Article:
Musically, however, Kanye is marvelous. I don’t usually equate popular success with quality of art, but the numbers are astonishing. He’s sold over 21 million albums and 66 million downloads. All seven of his albums have been certified platinum in the United States. He has won 21 Grammys. Billboard listed him as No.3 on their list of “Top 10 Producers of the Decade.” And in 2012, Rolling Stone included three of his albums on their list of the “500 Greatest Albums of All Time.” His last album, Yeezus, which I reviewed here, I described as “befuddlingly good.” And My Beautiful Dark Twisted Fantasy is pretty delightful, too. All of this, despite the fact that West possesses the verbal eloquence of a drunken fraternity pledge.
His success has catapulted Kanye into the modern zeitgeist. That and the fact that he married a daughter of O.J. Simpson defense attorney Robert Kardashian, Kim Kardashian, whose emergence from irrelevance can be traced back to a sex tape with a B-list rapper named Ray J. Not exactly the public résumé I’d want for myself, but there you are. Normally, I’d have zero interest in following the extramusical exploits of someone as absurd as West. But my mind was turned by a recent interview he had with the BBC DJ Zane Lowe, who, interestingly, is now an Apple employee.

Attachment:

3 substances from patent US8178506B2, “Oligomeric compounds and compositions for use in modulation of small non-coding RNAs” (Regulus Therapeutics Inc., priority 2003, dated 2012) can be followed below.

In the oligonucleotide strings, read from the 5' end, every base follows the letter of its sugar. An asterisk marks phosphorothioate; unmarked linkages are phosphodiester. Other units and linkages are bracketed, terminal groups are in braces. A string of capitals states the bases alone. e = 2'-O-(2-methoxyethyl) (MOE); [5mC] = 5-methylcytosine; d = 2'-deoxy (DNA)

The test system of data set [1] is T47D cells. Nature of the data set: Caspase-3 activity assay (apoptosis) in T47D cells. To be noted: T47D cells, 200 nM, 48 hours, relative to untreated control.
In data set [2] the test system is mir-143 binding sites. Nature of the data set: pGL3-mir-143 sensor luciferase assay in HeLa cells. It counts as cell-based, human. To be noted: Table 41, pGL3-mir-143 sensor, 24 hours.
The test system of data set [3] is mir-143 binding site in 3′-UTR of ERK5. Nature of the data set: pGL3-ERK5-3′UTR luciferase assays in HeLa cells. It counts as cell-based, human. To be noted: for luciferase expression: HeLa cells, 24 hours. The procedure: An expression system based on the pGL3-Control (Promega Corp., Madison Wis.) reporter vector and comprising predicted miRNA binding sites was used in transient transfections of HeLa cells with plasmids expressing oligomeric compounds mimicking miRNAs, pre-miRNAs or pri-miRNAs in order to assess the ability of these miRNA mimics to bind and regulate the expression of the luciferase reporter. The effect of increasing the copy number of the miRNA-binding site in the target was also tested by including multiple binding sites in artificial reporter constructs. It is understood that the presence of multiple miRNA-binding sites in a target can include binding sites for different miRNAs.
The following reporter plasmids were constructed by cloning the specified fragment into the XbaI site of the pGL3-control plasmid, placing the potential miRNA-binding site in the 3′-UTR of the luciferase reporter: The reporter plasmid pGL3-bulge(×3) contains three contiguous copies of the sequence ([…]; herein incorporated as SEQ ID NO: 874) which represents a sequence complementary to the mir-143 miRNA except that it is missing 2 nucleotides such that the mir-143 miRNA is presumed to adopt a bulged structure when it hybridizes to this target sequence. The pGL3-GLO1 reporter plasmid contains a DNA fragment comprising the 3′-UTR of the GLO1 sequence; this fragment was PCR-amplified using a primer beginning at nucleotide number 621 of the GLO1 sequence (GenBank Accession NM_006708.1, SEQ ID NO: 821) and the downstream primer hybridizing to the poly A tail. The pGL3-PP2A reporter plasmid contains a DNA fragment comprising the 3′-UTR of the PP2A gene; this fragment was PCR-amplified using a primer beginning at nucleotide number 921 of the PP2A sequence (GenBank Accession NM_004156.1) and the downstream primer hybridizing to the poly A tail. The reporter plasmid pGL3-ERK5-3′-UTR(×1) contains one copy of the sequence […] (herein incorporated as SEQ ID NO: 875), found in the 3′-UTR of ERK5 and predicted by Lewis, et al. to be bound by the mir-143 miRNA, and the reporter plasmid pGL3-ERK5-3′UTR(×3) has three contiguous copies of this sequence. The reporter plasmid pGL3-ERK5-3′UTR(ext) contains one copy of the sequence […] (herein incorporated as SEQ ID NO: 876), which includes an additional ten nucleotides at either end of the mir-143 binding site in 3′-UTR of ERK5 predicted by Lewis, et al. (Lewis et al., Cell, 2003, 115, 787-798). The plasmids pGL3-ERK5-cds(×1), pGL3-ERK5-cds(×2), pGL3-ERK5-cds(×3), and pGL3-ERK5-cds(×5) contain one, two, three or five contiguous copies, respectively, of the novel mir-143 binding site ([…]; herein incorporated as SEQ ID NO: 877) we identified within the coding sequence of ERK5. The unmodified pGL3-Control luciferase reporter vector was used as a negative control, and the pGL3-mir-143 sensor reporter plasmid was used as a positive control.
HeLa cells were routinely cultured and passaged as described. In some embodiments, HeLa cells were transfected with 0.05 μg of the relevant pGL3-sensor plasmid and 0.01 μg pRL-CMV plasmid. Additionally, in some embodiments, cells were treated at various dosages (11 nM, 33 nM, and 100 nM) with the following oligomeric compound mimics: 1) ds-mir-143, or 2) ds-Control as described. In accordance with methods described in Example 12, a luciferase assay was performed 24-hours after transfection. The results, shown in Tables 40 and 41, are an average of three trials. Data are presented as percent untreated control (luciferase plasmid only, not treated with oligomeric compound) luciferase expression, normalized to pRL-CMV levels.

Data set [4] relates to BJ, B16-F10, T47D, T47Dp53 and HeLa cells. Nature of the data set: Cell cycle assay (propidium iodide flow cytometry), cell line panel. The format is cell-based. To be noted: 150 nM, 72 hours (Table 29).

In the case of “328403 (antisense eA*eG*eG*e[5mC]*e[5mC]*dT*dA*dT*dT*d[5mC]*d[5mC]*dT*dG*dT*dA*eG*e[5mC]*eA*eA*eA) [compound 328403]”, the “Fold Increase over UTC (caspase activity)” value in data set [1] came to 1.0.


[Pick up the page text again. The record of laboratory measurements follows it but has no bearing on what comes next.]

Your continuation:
Lowe’s first interview with West, in 2013, was akin to an hour-long car crash replete with eminently quotable one-liners demonstrating West’s intrinsic fire and determination and his woeful lack of knowledge. Hinting at the grand philosophical implications of his current and future work, he comes across as a teenager who sees the world in black and white; meanwhile, the rest of us drown in interminable shades of gray. Unbridled conviction can be a scary thing, and in this interview West bursts at the seams with it. He speaks with certainty about his musical, cultural, and fashion legacies. Friedrich Nietzsche once wrote with similar prescience about his own lasting influence. Nietzsche was largely panned by his contemporaries; his work germinated decades later, and he became part of the groundwork for existentialist and postmodern thought.